Five more countries are seriously considering peace deals with Israel, the White House has announced, as a close confidant to the King of Bahrain claimed Gulf states now regard the Jewish state as their most important ally in the region.
Mark Meadows, the White House Chief of Staff, told reporters on Air Force One that five countries hoped to follow the United Arab Emirates and Bahrain in normalising their relations with Israel, but did not name them.
He was likely referring to Oman and Saudi Arabia in the Gulf region, while there is also intense speculation that Sudan in North Africa is close to taking that historic step.
It came as a special advisor to the King of Bahrain said in an interview with the Telegraph that the Gulf states believe Israel could be better suited than Washington in helping them achieve their regional goals.
"I think perhaps there is the beginning of a reduction in the dependency on the US and a shift over to Israel now," said Marc Schneier, who was appointed to the role in 2018.
"It’s so much more accessible, to turn to an ally, a regional partner, if there are any concerns - whether it’s from a military point of view or an economic point of view. And I think you’re now going to see that shift."
Mr Schneier, an American Rabbi, added that it was a question of “if, not when” Saudi Arabia would join Bahrain and the UAE in embracing Israel.
Though Saudi Arabia is a key ally of the United States and in recent years grown closer to Israel, the Kingdom’s leadership says it is not ready yet to sign a peace deal.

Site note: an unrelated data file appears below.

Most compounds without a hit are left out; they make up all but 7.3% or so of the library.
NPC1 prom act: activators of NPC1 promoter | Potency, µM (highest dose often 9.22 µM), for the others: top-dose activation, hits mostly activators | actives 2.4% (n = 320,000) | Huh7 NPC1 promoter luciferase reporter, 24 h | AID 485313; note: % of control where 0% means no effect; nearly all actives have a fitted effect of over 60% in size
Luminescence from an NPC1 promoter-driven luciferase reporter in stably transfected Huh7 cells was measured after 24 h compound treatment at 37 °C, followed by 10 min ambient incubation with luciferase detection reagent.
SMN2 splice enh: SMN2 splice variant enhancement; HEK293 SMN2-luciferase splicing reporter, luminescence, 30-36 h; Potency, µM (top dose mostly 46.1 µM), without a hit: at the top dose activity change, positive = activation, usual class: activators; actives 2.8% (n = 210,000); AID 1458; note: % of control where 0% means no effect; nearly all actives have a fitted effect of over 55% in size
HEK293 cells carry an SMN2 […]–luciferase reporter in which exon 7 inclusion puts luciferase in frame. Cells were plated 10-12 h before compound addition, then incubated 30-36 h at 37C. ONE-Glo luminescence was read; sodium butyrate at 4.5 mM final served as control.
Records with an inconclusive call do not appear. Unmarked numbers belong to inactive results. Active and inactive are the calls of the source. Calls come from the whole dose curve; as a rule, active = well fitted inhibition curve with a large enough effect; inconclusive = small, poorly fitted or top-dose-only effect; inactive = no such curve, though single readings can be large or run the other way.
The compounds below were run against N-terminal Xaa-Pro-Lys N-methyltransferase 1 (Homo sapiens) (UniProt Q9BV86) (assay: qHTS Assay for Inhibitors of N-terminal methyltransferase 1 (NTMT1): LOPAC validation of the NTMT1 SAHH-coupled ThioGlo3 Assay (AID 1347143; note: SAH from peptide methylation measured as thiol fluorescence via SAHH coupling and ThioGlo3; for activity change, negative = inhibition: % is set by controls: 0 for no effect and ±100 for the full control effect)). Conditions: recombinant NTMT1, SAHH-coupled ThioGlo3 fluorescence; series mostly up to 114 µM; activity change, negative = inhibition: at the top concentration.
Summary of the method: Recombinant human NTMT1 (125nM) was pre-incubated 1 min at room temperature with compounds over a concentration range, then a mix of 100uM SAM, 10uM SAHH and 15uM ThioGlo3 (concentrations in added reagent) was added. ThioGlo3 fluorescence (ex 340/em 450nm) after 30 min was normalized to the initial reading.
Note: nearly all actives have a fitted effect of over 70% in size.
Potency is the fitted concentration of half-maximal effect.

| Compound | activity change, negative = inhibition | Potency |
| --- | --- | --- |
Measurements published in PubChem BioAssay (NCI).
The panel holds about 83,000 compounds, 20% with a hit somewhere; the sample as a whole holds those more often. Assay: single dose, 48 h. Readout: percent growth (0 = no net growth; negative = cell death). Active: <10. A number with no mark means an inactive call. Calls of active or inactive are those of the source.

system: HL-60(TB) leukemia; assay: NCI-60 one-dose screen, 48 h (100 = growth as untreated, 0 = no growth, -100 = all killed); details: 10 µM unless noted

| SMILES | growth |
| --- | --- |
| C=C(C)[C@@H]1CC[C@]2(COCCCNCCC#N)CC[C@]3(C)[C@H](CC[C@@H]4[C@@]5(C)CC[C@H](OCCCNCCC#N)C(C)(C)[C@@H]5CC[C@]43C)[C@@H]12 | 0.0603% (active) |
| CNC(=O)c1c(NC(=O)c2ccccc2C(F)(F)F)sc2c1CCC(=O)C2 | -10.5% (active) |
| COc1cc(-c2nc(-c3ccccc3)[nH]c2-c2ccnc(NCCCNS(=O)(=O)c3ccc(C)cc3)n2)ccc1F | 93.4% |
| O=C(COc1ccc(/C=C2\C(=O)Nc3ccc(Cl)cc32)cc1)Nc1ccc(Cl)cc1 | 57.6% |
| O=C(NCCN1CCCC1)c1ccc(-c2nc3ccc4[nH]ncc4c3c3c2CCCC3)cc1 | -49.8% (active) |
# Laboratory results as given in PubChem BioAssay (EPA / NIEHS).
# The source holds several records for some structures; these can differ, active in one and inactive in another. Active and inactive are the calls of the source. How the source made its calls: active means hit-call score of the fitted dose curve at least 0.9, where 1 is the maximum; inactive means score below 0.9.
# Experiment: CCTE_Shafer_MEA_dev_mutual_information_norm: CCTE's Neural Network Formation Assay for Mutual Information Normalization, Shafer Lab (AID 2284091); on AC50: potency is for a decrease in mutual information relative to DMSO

But President Donald Trump spoke optimistically about Saudi Arabia changing its mind earlier this week, along with up to nine other countries.
“We’re going to have a lot of other countries joining us, including the big ones," Mr Trump said.
Israeli media reports have also pointed to Oman as the next country that is likely to embrace Israel, though many other countries in the Middle East have condemned the emerging, US-led alliance.
Turkey has warned that “history and people of the region will never forget and will never forgive the hypocritical behavior of the United Arab Emirates,” while President Recep Tayyip Erdogan initially threatened to cut ties with the Gulf state.
Iran has condemned the peace deals as an “act of strategic stupidity,” though analysts point out that both the UAE and Bahrain have shared concerns about the regime’s growing influence in the region.
Under the terms of the so-called Abraham Accords signed on Tuesday, the UAE and Bahrain have agreed to establish embassies, introduce direct flights and increase cooperation on security and trade.
Speaking at the ceremony, Mr Trump hailed a “new dawn” for the Middle East, while Benjamin Netanyahu said: “The blessings of the peace we make today will be enormous.”
The timing of the agreements was particularly auspicious for Mr Netanyahu, who is grappling with mass protests against his leadership, a corruption trial and a severe second wave of coronavirus which forced ministers to place Israel under a second nationwide lockdown on Friday.
The deals have also consolidated Mr Trump’s popularity with the Republican Right and evangelical Christians ahead of elections in November.